Examples of suitable pharmaceutical compositions comprise capsules, tablets, sugar-coated pills, syrups, granulates, solutions, vials. The compounds of the invention can also be administered by local perfusion, before or after surgical operations, in form of dispersible solutions or powders.
The process for the preparation of compounds I is carried out according to the scheme reported hereinbelow, in which R2 is a hydroxy protecting group, R1 is hydrogen or a protected hydroxy group, R3 is a carboxy protecting group and R1 is as defined in formula I. ##STR3##
The bromination reaction can be carried out using bromine in acetic acid, N-bromosuccinimide or other conventional bromination agents.
Stereospecific substitution of the bromine atom at the 6-position is usually effected by reaction with an alkali hydroxide, preferably potassium hydroxide, in an alcoholic or water-alcoholic solution. The introduced 6-hydroxy group is sterically hindered and therefore a selective protection of the 3-hydroxy group and possibly of the 11-hydroxy group can be effected. Preferred protecting groups are, for example, silanes having bulky alkyl groups, such as tert-butyldimethyl-silyl. The hydroxy group can be replaced by the fluorine atom using an appropriate fluoride ion source, for example diethylamino-sulfur-trifluoride, (DAST) in anhydrous solvents or with quaternary ammonium fluorides, such as tetra-t-butylammonium fluoride.
Elimination of the hydroxy and carboxy protecting groups and reduction of the 7-keto group give compounds of formula I.
Suitable hydroxy protecting groups are esters, such as acetates, trichloroacetates, formates, benzoates, benzyloxy carbonyl derivatives, carbonates; ethers such as tetrahydropyranyl ethers, silyl derivatives and the like. Suitable carboxy protecting groups are esters such as methyl, t-butyl, benzyl, benzhydryl, trityl, p-nitrobenzyl, trimethylsilyl and tetrahydropyranyl esters, amides, hydrazides and the like.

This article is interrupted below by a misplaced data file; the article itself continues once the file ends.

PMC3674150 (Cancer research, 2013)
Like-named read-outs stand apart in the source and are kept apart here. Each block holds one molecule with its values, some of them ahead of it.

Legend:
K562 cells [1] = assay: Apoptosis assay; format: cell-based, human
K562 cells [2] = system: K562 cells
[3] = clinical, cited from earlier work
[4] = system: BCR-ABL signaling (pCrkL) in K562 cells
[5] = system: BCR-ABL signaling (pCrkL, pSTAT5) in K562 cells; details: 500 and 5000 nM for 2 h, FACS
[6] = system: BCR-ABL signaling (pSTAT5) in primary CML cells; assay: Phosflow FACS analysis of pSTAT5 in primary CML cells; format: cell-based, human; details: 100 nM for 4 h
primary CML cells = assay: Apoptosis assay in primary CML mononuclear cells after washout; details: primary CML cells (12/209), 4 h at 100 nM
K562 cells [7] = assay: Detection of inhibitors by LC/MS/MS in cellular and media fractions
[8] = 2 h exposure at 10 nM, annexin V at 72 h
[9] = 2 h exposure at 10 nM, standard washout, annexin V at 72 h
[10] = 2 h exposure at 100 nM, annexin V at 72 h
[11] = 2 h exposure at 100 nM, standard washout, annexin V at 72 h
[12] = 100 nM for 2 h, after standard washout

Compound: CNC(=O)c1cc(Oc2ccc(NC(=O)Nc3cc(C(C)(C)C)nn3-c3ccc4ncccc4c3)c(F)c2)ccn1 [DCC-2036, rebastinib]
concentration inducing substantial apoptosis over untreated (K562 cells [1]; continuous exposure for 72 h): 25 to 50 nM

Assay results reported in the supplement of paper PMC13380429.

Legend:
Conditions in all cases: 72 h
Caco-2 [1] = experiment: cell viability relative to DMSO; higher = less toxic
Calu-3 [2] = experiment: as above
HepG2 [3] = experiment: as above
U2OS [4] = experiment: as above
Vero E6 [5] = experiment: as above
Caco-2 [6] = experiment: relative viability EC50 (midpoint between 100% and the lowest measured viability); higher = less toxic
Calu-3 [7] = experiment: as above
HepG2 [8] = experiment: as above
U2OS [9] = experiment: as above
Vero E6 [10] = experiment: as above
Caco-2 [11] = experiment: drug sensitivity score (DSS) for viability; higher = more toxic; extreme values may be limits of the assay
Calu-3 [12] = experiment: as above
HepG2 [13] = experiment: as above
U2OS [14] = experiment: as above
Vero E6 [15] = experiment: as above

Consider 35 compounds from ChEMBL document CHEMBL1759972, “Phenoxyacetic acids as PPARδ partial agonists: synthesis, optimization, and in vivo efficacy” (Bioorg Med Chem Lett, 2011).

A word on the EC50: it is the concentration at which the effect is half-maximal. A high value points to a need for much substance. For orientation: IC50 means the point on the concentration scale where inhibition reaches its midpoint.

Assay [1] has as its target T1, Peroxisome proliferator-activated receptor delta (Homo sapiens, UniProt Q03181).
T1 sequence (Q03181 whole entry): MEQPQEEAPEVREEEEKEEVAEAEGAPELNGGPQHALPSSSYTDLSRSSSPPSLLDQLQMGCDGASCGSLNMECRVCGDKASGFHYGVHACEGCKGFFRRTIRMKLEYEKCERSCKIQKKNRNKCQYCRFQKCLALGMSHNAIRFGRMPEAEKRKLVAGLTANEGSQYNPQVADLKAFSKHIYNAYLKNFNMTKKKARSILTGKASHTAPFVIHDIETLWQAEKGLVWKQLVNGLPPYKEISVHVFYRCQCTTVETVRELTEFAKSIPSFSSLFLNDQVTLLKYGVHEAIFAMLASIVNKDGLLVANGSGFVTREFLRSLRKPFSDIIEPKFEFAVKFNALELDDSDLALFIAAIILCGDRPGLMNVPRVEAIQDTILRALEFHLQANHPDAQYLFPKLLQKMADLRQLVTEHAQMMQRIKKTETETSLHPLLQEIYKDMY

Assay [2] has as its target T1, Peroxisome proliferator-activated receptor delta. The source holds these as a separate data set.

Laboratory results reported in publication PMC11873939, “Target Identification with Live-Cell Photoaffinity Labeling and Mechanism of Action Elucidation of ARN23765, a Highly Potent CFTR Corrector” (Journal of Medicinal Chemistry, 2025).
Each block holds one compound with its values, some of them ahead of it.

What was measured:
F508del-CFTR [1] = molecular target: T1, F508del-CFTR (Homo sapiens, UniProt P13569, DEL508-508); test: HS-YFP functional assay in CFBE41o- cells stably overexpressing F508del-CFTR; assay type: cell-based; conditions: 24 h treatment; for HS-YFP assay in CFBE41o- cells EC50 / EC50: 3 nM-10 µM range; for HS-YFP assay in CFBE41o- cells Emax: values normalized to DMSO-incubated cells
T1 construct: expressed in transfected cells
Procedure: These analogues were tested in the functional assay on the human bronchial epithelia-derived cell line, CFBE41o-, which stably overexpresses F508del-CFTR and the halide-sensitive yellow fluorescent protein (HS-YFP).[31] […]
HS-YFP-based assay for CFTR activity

Although all the known protecting groups can be used as far as they are inert under the selected reaction conditions, the acetic ester is preferred as the hydroxy protecting group and the methyl ester is preferred as the carboxy protecting group.
The following examples further illustrate the invention without limiting it.
a) Methyl 3α-acetoxy-7-keto-5β-cholanoate
A solution of methyl 3α-hydroxy-7-keto-5β-cholanoate (10 g, 24.72 mmoles) in methylene chloride (40 ml) was added with acetic anhydride (3.79 g, 37.1 mmoles), triethylamine (3.63 g, 36 mmoles) and 4-pyrrolidino-pyridine (0.11 g, 0.74 mmoles) and the reaction mixture was left to react for 3 hours under strong magnetic stirring, then it was diluted with methylene chloride (50 ml) and water (50 ml) and acidified with 10% hydrochloric acid. The organic phase was separated and the aqueous phase was extracted with methylene chloride (3×20 ml). The combined organic phases were washed with brine (1×30 ml), dried over sodium sulfate and concentrated under vacuum. The residue (11.0 g) was subjected to flash chromatography on silica, eluting with methylene chloride/methanol 99:1, to obtain 10.5 g of a pure product (95%).
b) Methyl 3α-acetoxy-6-bromo-7-keto-5β-cholanoate
A solution of methyl 3α-acetoxy-7-keto-5β-cholanoate (5.6 g, 12.54 mmoles) in acetic acid (100 ml) was added with a bromine solution (2.8 g) in acetic acid (10 ml) and immediately after with 48% hydrobromic acid (0.74 ml). The resulting reaction mixture was left to react overnight under strong magnetic stirring, then it was poured into water (300 ml) and filtered under vacuum to obtain a solid (8,03 g) which was subjected to flash chromatography on silica, eluting with methylene chloride/methanol 99.5:0.5, to yield 6.0 g of a pure product (91%).
c) Methyl 3α, 6β-dihydroxy-7-keto-5β-cholanoate